Shelly Bailes and Ellen Pontac, who have been together for 34 years, do not want to wait a day longer than necessary to tie the knot now that California's Supreme Court has legalized gay marriage. They had five weeks to plan a June 21 reception for 250 people.

"We should have been ready, but we weren't," Pontac said with a laugh. "We are taking care of all the details we can, and no matter what happens, we know we will have good company and good music and food and drink."

The gay marriage ruling could give a big, sudden boost to California's sputtering economy, with thousands of same-sex couples from across the nation expected to converge on the state when the decision takes effect June 16. Hotels, restaurants, florists and other wedding services are reporting a flurry of business.

"The good news for California is that in the face of probably the worst budget problems the state has ever faced, the LGBT wedding industry is going to be a financial shot in the arm," said Jeffrey Prang, mayor of West Hollywood, a popular destination for gay travelers in Southern California.

A study issued this week by UCLA's Williams Institute for Sexual Orientation and the Law projected that gay men and lesbians will spend $684 million on cakes, photographers and other services over the next three years unless voters reverse the high court's ruling in the fall.

The researchers found that about half of the state's more than 100,000 same-sex couples will get married during the next three years, and an additional 68,000 out-of-state couples will travel to California to exchange vows. The study estimated that over that period, gay weddings will generate $64 million in tax revenue for the state, $9 million in marriage-license fees for counties, and some 2,200 jobs.

Rena Puebla, who makes wedding-cake figures that can be customized to come in bride-bride and groom-groom pairs, said she has gone from selling 50 a day to 150 since the May 15 ruling.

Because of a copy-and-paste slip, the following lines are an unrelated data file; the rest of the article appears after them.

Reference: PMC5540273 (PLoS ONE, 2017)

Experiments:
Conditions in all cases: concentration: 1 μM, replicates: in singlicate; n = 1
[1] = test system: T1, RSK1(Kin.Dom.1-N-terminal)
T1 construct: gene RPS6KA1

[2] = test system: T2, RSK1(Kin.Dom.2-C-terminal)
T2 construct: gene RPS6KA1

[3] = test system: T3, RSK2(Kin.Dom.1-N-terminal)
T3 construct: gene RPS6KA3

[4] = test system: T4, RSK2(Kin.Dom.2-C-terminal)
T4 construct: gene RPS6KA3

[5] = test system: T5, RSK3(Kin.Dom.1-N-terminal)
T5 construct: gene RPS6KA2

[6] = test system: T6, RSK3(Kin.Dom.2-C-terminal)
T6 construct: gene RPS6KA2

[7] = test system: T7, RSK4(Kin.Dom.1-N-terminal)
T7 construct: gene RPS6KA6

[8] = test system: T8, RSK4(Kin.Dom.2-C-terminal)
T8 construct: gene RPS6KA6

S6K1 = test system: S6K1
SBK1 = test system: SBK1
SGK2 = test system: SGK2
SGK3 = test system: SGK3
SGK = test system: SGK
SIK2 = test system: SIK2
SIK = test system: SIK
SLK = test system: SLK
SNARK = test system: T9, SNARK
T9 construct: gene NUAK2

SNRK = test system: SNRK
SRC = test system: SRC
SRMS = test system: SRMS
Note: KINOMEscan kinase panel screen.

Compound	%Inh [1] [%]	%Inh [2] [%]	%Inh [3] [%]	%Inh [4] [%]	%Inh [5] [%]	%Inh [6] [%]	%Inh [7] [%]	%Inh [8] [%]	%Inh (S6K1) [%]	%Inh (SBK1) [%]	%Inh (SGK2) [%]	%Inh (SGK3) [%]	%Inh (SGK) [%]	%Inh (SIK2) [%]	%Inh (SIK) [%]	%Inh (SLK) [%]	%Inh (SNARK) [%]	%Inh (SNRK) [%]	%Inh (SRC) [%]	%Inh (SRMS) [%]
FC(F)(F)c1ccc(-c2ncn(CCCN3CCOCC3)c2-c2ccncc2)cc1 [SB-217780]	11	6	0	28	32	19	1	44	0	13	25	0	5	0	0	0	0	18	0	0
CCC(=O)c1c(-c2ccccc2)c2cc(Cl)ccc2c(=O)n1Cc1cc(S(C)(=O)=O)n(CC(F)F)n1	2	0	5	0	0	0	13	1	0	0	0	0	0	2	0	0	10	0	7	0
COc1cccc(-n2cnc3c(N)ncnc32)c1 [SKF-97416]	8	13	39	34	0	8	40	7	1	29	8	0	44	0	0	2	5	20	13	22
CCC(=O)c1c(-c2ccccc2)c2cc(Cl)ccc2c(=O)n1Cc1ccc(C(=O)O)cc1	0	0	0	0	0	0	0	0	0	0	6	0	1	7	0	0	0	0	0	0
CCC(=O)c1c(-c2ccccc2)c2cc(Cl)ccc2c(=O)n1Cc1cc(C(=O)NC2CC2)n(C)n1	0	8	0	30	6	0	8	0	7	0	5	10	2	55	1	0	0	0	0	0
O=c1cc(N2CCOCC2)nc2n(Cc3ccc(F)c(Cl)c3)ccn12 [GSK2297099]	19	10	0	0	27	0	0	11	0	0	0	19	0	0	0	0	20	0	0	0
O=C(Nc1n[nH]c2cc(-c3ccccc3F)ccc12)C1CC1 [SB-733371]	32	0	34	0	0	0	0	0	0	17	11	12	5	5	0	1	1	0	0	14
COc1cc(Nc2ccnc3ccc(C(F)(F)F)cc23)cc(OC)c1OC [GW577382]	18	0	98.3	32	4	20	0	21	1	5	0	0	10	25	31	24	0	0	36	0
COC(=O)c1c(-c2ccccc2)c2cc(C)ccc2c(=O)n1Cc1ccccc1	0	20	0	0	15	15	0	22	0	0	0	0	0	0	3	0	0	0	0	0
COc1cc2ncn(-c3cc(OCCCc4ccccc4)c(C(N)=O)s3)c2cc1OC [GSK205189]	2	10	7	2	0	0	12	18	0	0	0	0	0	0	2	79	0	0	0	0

"It's unbelievable," said Puebla, whose Costa Mesa company, Renellie International, sells the cake toppers online. "People are just so excited that there's something like this out there for them."

Puebla's company designs a variety of single figurines and then pairs them according to the customer's wishes. Some bride figurines come in a tailored skirt and tuxedo jacket instead of a big gown. "People can do whatever they want because it's not already stuck together," Puebla said.

The possibility that the window for weddings could close after the November election -- when a constitutional amendment that would ban gay marriage will appear on the ballot -- has added to the rush to wed. Also, the prospect of getting hitched became even more inviting when New York state announced recently that it would recognize gay marriages performed in California and other jurisdictions.

Unlike Massachusetts, the only other state where gay couples can wed, California does not have a residency requirement for marriage licenses.

Gay-friendly destinations such as West Hollywood, Palm Springs and San Francisco are not the only places saying "We do" to couples planning long-awaited weddings. The California Travel and Tourism Commission posted a special gay wedding page on its Web site last week listing spots in Napa County, Yosemite National Park and comparatively conservative Orange County that are offering wedding and honeymoon packages.

Kathryn Hamm, president of Washington-based, an online retailer and wedding planner, said the number of businesses submitting listings for her gay-friendly vendor's directory has tripled in the past three weeks.

"Vendors are absolutely looking to get their services out there," said Hamm, who has been working overtime to get invitations printed for couples planning late-summer and early-fall weddings. "Some identify as gay and lesbian and have been serving the community for a while, and some are straight and longtime supporters. But they have all said how excited they are about how about the recent development from a social justice perspective."